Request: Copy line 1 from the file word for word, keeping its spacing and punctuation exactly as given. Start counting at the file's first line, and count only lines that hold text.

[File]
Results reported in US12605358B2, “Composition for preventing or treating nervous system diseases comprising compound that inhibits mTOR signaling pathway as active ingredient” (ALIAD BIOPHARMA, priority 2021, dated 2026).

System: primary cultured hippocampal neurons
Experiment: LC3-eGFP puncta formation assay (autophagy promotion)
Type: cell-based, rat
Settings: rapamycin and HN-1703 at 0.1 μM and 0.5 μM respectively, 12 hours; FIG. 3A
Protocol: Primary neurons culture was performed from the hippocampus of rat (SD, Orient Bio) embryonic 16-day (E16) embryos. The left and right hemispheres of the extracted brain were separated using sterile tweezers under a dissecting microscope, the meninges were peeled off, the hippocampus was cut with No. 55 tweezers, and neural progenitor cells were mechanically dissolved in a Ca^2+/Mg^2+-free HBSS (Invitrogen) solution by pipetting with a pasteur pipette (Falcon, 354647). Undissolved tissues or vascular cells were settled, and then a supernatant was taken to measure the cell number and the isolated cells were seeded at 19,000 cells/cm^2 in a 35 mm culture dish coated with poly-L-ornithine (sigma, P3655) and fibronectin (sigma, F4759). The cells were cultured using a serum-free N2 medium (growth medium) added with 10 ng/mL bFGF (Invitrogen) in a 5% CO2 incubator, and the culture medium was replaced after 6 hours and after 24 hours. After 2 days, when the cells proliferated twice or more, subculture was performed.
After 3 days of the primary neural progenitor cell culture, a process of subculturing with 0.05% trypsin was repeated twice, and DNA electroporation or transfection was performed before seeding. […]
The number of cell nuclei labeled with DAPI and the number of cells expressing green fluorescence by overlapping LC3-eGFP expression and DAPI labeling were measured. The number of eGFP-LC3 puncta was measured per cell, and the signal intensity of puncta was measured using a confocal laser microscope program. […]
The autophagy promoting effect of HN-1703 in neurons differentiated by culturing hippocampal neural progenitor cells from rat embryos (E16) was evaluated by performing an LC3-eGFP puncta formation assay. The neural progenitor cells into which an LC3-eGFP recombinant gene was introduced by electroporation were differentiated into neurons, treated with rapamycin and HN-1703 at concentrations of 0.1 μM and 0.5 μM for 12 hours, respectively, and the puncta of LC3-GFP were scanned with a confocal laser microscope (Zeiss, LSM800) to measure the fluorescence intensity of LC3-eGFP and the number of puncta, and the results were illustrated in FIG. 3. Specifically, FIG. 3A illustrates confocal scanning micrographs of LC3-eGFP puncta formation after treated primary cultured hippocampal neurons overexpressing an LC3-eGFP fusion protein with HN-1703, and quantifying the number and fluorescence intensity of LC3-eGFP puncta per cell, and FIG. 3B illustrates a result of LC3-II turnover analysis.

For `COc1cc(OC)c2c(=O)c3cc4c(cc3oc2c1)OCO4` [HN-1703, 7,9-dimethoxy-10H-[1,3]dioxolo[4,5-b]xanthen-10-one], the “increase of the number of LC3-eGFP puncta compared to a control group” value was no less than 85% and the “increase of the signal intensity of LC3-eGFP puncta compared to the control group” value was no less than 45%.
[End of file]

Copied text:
Results reported in US12605358B2, “Composition for preventing or treating nervous system diseases comprising compound that inhibits mTOR signaling pathway as active ingredient” (ALIAD BIOPHARMA, priority 2021, dated 2026).